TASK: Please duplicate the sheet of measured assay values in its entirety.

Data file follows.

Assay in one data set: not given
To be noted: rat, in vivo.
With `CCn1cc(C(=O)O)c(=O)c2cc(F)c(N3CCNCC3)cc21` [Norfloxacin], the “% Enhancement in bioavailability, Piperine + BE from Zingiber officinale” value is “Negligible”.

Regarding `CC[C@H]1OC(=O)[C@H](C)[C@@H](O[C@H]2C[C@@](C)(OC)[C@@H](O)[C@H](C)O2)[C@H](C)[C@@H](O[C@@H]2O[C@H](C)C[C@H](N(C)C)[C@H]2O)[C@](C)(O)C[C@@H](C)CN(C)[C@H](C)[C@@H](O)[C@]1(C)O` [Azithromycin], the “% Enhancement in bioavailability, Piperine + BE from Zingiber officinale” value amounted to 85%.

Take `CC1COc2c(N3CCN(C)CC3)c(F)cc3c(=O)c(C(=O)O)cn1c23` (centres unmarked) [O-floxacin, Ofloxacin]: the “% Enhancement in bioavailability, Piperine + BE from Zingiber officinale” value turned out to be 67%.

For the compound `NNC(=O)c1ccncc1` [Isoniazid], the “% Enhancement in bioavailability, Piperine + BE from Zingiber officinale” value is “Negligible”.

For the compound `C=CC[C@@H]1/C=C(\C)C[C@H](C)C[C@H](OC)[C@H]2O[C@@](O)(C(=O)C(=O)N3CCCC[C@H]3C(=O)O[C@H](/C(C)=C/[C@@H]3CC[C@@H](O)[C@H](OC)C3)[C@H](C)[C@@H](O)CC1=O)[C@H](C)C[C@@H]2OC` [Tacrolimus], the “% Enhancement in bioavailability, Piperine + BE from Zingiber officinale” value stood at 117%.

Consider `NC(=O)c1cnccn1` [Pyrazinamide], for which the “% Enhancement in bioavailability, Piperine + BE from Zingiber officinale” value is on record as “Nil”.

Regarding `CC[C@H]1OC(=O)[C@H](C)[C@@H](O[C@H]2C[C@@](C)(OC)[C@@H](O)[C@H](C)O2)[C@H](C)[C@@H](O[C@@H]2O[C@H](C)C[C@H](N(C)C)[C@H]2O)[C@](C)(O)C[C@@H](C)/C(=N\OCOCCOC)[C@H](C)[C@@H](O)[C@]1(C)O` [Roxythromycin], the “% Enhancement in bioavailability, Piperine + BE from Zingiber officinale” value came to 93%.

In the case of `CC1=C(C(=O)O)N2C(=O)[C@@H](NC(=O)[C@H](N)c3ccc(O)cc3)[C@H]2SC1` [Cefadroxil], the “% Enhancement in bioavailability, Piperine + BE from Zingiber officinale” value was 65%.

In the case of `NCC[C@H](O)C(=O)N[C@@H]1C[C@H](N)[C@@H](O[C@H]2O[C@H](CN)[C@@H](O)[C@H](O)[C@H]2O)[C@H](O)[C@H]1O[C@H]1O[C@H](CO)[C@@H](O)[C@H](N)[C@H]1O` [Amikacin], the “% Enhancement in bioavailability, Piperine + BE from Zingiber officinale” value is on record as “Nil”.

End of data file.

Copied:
Assay in one data set: not given
To be noted: rat, in vivo.
With `CCn1cc(C(=O)O)c(=O)c2cc(F)c(N3CCNCC3)cc21` [Norfloxacin], the “% Enhancement in bioavailability, Piperine + BE from Zingiber officinale” value is “Negligible”.

Regarding `CC[C@H]1OC(=O)[C@H](C)[C@@H](O[C@H]2C[C@@](C)(OC)[C@@H](O)[C@H](C)O2)[C@H](C)[C@@H](O[C@@H]2O[C@H](C)C[C@H](N(C)C)[C@H]2O)[C@](C)(O)C[C@@H](C)CN(C)[C@H](C)[C@@H](O)[C@]1(C)O` [Azithromycin], the “% Enhancement in bioavailability, Piperine + BE from Zingiber officinale” value amounted to 85%.

Take `CC1COc2c(N3CCN(C)CC3)c(F)cc3c(=O)c(C(=O)O)cn1c23` (centres unmarked) [O-floxacin, Ofloxacin]: the “% Enhancement in bioavailability, Piperine + BE from Zingiber officinale” value turned out to be 67%.

For the compound `NNC(=O)c1ccncc1` [Isoniazid], the “% Enhancement in bioavailability, Piperine + BE from Zingiber officinale” value is “Negligible”.

For the compound `C=CC[C@@H]1/C=C(\C)C[C@H](C)C[C@H](OC)[C@H]2O[C@@](O)(C(=O)C(=O)N3CCCC[C@H]3C(=O)O[C@H](/C(C)=C/[C@@H]3CC[C@@H](O)[C@H](OC)C3)[C@H](C)[C@@H](O)CC1=O)[C@H](C)C[C@@H]2OC` [Tacrolimus], the “% Enhancement in bioavailability, Piperine + BE from Zingiber officinale” value stood at 117%.

Consider `NC(=O)c1cnccn1` [Pyrazinamide], for which the “% Enhancement in bioavailability, Piperine + BE from Zingiber officinale” value is on record as “Nil”.

Regarding `CC[C@H]1OC(=O)[C@H](C)[C@@H](O[C@H]2C[C@@](C)(OC)[C@@H](O)[C@H](C)O2)[C@H](C)[C@@H](O[C@@H]2O[C@H](C)C[C@H](N(C)C)[C@H]2O)[C@](C)(O)C[C@@H](C)/C(=N\OCOCCOC)[C@H](C)[C@@H](O)[C@]1(C)O` [Roxythromycin], the “% Enhancement in bioavailability, Piperine + BE from Zingiber officinale” value came to 93%.

In the case of `CC1=C(C(=O)O)N2C(=O)[C@@H](NC(=O)[C@H](N)c3ccc(O)cc3)[C@H]2SC1` [Cefadroxil], the “% Enhancement in bioavailability, Piperine + BE from Zingiber officinale” value was 65%.

In the case of `NCC[C@H](O)C(=O)N[C@@H]1C[C@H](N)[C@@H](O[C@H]2O[C@H](CN)[C@@H](O)[C@H](O)[C@H]2O)[C@H](O)[C@H]1O[C@H]1O[C@H](CO)[C@@H](O)[C@H](N)[C@H]1O` [Amikacin], the “% Enhancement in bioavailability, Piperine + BE from Zingiber officinale” value is on record as “Nil”.